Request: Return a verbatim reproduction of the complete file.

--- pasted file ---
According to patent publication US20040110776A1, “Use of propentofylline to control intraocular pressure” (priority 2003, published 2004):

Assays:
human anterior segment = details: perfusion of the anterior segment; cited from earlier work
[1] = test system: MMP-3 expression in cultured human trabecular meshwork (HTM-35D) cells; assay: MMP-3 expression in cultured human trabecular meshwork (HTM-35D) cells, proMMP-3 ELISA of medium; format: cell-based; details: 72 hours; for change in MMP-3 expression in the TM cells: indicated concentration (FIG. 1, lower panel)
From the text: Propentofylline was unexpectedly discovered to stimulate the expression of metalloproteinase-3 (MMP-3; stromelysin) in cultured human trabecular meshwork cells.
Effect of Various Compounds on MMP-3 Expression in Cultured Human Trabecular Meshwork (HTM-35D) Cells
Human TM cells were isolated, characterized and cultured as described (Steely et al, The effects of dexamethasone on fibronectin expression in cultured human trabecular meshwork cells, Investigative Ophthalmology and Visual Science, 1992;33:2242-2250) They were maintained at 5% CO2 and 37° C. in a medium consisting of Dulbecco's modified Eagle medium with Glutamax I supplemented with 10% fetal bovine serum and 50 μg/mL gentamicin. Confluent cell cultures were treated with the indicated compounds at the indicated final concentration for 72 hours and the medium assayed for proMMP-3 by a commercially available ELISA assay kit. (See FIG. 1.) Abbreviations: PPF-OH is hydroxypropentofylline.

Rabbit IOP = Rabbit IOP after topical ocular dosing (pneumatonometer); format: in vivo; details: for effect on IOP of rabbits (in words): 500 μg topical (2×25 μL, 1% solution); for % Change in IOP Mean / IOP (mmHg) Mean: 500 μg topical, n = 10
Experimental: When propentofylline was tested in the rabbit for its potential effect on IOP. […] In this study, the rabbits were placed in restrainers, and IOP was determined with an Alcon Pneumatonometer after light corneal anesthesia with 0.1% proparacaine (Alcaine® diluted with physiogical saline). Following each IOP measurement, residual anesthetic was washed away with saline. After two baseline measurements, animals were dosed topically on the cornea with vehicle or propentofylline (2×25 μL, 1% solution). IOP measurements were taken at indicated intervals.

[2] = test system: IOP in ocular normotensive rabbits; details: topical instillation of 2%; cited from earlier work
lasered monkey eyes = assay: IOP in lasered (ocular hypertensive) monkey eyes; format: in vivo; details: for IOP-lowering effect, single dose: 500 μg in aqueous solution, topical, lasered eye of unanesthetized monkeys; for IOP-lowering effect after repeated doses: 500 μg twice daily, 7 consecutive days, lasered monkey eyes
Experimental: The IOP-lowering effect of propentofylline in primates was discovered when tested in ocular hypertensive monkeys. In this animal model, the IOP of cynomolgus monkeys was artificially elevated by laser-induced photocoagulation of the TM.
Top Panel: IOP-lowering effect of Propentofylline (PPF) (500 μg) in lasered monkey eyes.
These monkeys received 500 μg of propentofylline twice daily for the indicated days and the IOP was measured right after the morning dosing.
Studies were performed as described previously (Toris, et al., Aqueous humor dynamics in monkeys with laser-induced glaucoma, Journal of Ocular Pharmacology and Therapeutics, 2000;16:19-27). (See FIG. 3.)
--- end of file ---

According to patent publication US20040110776A1, “Use of propentofylline to control intraocular pressure” (priority 2003, published 2004):

Assays:
human anterior segment = details: perfusion of the anterior segment; cited from earlier work
[1] = test system: MMP-3 expression in cultured human trabecular meshwork (HTM-35D) cells; assay: MMP-3 expression in cultured human trabecular meshwork (HTM-35D) cells, proMMP-3 ELISA of medium; format: cell-based; details: 72 hours; for change in MMP-3 expression in the TM cells: indicated concentration (FIG. 1, lower panel)
From the text: Propentofylline was unexpectedly discovered to stimulate the expression of metalloproteinase-3 (MMP-3; stromelysin) in cultured human trabecular meshwork cells.
Effect of Various Compounds on MMP-3 Expression in Cultured Human Trabecular Meshwork (HTM-35D) Cells
Human TM cells were isolated, characterized and cultured as described (Steely et al, The effects of dexamethasone on fibronectin expression in cultured human trabecular meshwork cells, Investigative Ophthalmology and Visual Science, 1992;33:2242-2250) They were maintained at 5% CO2 and 37° C. in a medium consisting of Dulbecco's modified Eagle medium with Glutamax I supplemented with 10% fetal bovine serum and 50 μg/mL gentamicin. Confluent cell cultures were treated with the indicated compounds at the indicated final concentration for 72 hours and the medium assayed for proMMP-3 by a commercially available ELISA assay kit. (See FIG. 1.) Abbreviations: PPF-OH is hydroxypropentofylline.

Rabbit IOP = Rabbit IOP after topical ocular dosing (pneumatonometer); format: in vivo; details: for effect on IOP of rabbits (in words): 500 μg topical (2×25 μL, 1% solution); for % Change in IOP Mean / IOP (mmHg) Mean: 500 μg topical, n = 10
Experimental: When propentofylline was tested in the rabbit for its potential effect on IOP. […] In this study, the rabbits were placed in restrainers, and IOP was determined with an Alcon Pneumatonometer after light corneal anesthesia with 0.1% proparacaine (Alcaine® diluted with physiogical saline). Following each IOP measurement, residual anesthetic was washed away with saline. After two baseline measurements, animals were dosed topically on the cornea with vehicle or propentofylline (2×25 μL, 1% solution). IOP measurements were taken at indicated intervals.

[2] = test system: IOP in ocular normotensive rabbits; details: topical instillation of 2%; cited from earlier work
lasered monkey eyes = assay: IOP in lasered (ocular hypertensive) monkey eyes; format: in vivo; details: for IOP-lowering effect, single dose: 500 μg in aqueous solution, topical, lasered eye of unanesthetized monkeys; for IOP-lowering effect after repeated doses: 500 μg twice daily, 7 consecutive days, lasered monkey eyes
Experimental: The IOP-lowering effect of propentofylline in primates was discovered when tested in ocular hypertensive monkeys. In this animal model, the IOP of cynomolgus monkeys was artificially elevated by laser-induced photocoagulation of the TM.
Top Panel: IOP-lowering effect of Propentofylline (PPF) (500 μg) in lasered monkey eyes.
These monkeys received 500 μg of propentofylline twice daily for the indicated days and the IOP was measured right after the morning dosing.
Studies were performed as described previously (Toris, et al., Aqueous humor dynamics in monkeys with laser-induced glaucoma, Journal of Ocular Pharmacology and Therapeutics, 2000;16:19-27). (See FIG. 3.)